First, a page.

Skip to main content

Rafiki was the first Kenyan film to be selected for a Cannes premiere, but it was banned at home for promoting homosexuality.

A Kenyan judge temporarily lifted a ban on an acclaimed film portraying a lesbian relationship on Friday, making it eligible to be entered for a Foreign Language Oscar, delighting the filmmakers but angering the censor.

“Rafiki” - “Friend” in Swahili - premiered at Cannes, the first Kenyan film to be selected by the prestigious festival.

Hailed by critics as a “sweet” romance about two young women who live in the same Nairobi housing estate, it was banned at home on the grounds that it promotes homosexuality, which is a criminal offense a colonial-era law.

Story continues below advertisement

Addressing a packed courtroom in Nairobi, Justice Wilfrida Okwany ordered the ban lifted for a week.

“During the seven-day suspension period, the film shall only be open for viewing to willing adults,” she said as a number of people sighed with apparent relief, hugged each other and congratulated the lawyer representing director Wanuri Kahiu.

Okwany said the director was “hereby allowed to admit the film” to Kenya’s Oscars selection committee.

“I am crying. In a french airport. In SUCH Joy! Our constitution is STRONG! Give thanks to freedom of expression!!!! WE DID IT!” Kahiu tweeted.

A Nairobi cinema announced it would screen the movie from Sunday.

But the Kenya Film Classification Board, which banned the movie in April, said it still considered “Rafiki” morally subversive.

“It is a sad moment and a great insult, not only to the film industry, but to all Kenyans who stand for morality, that a film that glories homosexuality is allowed to be the country’s branding tool abroad,” it said in a statement.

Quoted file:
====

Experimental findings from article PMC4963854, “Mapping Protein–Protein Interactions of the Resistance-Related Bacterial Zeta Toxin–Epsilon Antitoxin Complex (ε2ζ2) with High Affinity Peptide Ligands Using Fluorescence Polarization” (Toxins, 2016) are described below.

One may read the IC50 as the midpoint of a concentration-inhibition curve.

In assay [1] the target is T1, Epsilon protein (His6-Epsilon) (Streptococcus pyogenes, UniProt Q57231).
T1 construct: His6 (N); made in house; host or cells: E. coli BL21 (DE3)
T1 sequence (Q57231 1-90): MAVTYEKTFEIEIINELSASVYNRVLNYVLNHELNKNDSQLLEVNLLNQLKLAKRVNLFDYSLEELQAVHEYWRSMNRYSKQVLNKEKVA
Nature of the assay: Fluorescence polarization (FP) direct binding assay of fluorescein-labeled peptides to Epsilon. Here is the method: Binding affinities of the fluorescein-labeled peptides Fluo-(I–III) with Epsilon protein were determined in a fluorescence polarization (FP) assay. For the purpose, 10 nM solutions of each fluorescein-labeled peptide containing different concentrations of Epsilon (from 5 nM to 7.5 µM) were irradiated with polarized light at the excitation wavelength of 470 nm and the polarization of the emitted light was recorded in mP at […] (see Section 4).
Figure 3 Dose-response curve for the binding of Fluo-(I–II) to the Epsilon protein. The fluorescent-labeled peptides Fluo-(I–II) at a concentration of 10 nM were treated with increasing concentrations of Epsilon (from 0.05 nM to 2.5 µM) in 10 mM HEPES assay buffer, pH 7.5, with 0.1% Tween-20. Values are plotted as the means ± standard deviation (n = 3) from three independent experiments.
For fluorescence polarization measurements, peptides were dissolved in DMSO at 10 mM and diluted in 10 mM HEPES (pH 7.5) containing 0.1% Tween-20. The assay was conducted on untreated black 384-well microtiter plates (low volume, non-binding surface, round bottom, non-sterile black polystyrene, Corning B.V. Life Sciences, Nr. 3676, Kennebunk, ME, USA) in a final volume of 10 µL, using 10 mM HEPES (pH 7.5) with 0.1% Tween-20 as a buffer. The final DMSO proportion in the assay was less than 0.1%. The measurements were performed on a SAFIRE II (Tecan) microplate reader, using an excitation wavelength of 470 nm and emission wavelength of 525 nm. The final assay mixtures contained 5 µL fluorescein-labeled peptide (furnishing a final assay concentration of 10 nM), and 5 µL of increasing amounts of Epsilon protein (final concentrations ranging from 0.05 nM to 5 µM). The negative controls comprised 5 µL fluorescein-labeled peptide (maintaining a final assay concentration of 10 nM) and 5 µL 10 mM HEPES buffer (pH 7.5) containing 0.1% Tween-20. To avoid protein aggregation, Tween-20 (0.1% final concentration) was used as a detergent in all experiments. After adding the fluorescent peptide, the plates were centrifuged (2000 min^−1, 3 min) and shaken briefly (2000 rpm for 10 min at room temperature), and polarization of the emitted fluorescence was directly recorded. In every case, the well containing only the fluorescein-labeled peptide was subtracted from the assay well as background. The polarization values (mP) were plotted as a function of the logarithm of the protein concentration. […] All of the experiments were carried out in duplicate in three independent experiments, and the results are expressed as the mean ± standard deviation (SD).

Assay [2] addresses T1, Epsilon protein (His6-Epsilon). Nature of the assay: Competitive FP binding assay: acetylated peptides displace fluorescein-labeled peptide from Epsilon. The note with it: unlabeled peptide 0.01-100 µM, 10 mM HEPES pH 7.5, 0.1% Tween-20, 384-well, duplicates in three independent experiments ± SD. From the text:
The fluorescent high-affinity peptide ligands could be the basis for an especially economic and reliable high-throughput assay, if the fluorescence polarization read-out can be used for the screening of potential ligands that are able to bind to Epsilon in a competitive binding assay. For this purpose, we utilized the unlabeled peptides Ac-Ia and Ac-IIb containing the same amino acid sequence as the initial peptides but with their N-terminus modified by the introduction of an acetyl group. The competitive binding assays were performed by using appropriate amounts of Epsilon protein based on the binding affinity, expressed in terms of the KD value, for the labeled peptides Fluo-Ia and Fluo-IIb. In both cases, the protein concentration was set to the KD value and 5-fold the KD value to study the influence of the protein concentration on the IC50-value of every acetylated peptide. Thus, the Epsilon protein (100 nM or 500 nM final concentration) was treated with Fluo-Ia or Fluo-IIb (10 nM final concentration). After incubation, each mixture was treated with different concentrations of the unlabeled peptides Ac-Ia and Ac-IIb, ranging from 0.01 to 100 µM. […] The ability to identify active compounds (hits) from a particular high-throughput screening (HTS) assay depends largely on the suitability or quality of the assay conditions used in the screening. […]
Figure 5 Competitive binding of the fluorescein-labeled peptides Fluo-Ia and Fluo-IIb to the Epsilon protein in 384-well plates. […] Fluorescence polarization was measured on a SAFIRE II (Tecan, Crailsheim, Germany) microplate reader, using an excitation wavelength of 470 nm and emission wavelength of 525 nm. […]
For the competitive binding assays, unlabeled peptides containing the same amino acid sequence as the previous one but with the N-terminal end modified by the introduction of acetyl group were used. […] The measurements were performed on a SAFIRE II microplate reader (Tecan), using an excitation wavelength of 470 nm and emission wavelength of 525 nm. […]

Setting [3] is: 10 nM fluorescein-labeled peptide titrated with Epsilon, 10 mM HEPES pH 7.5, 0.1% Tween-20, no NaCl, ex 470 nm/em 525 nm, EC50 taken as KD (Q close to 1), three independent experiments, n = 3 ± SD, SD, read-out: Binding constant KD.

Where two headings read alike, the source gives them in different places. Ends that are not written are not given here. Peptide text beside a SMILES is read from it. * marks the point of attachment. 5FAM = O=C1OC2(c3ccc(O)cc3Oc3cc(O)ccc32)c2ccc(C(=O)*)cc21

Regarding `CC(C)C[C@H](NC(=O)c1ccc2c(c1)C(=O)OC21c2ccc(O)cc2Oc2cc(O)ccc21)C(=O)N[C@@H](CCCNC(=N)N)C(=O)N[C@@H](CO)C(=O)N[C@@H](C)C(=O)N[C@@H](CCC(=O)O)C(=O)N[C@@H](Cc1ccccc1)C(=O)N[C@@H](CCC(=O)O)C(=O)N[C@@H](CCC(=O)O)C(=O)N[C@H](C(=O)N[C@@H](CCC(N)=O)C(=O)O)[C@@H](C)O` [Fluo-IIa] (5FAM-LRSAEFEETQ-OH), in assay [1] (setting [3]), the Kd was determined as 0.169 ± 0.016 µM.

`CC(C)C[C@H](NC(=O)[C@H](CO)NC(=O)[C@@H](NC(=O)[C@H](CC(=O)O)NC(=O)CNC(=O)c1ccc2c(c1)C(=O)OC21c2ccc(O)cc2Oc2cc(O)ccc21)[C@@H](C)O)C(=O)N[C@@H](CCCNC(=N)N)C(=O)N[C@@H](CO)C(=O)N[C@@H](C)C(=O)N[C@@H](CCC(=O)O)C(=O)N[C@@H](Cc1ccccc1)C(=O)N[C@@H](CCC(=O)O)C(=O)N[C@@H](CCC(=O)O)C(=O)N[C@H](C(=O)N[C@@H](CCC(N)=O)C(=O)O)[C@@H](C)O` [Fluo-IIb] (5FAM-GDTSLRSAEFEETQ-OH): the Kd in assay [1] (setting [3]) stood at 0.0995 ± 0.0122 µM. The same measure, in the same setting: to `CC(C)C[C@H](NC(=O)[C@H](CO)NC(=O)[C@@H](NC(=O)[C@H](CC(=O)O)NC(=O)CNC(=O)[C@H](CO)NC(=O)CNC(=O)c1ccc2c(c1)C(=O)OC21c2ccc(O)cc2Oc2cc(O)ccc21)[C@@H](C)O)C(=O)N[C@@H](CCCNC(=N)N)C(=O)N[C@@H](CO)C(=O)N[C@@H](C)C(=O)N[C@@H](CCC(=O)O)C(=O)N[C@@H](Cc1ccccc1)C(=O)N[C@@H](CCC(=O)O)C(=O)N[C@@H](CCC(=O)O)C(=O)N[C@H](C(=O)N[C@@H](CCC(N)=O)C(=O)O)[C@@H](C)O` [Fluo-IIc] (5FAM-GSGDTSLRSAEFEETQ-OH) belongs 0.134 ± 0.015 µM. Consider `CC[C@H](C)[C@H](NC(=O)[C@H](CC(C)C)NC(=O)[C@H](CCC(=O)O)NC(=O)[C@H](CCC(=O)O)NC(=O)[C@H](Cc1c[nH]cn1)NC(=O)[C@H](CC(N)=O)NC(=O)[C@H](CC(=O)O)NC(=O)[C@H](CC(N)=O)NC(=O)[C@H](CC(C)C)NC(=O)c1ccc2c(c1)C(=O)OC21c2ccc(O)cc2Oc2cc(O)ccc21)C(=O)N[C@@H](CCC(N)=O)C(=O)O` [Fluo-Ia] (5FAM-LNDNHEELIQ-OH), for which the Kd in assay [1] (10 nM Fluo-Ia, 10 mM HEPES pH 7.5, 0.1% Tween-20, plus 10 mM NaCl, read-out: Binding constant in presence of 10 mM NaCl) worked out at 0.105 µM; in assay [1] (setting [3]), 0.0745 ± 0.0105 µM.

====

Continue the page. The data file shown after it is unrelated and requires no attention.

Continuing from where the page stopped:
Story continues below advertisement

The judge said the film’s depiction of a same-sex relationship has been “tolerable” to adult audiences in other countries including South Africa, where homosexuality, as in most of the continent, is also taboo.

“I am not convinced that Kenya is such a weak society whose moral foundation will be shaken by simply watching a film depicting gay themes,” Okwany said.

The ruling comes as Kenyan rights activists fight to decriminalize gay sex, something that happened in India this month, raising hopes among gay right proponents in Africa.

Report an error
Due to technical reasons, we have temporarily removed commenting from our articles. We hope to have this fixed soon. Thank you for your patience. If you are looking to give feedback on our new site, please send it along to feedback@globeandmail.com. If you want to write a letter to the editor, please forward to letters@globeandmail.com.

Welcome to The Globe and Mail’s comment community. This is a space where subscribers can engage with each other and Globe staff. Non-subscribers can read and sort comments but will not be able to engage with them in any way. Click here to subscribe.

If you would like to write a letter to the editor, please forward it to letters@globeandmail.com. Readers can also interact with The Globe on Facebook and Twitter .

Welcome to The Globe and Mail’s comment community. This is a space where subscribers can engage with each other and Globe staff. Non-subscribers can read and sort comments but will not be able to engage with them in any way. Click here to subscribe.

If you would like to write a letter to the editor, please forward it to letters@globeandmail.com. Readers can also interact with The Globe on Facebook and Twitter .

Welcome to The Globe and Mail’s comment community. This is a space where subscribers can engage with each other and Globe staff.

We aim to create a safe and valuable space for discussion and debate. That means:

  • Treat others as you wish to be treated
  • Criticize ideas, not people
  • Stay on topic
  • Avoid the use of toxic and offensive language
  • Flag bad behaviour

Comments that violate our community guidelines will be removed.

Read our community guidelines here

Discussion loading ...

Cannabis pro newsletter
To view this site properly, enable cookies in your browser. Read our privacy policy to learn more.
How to enable cookies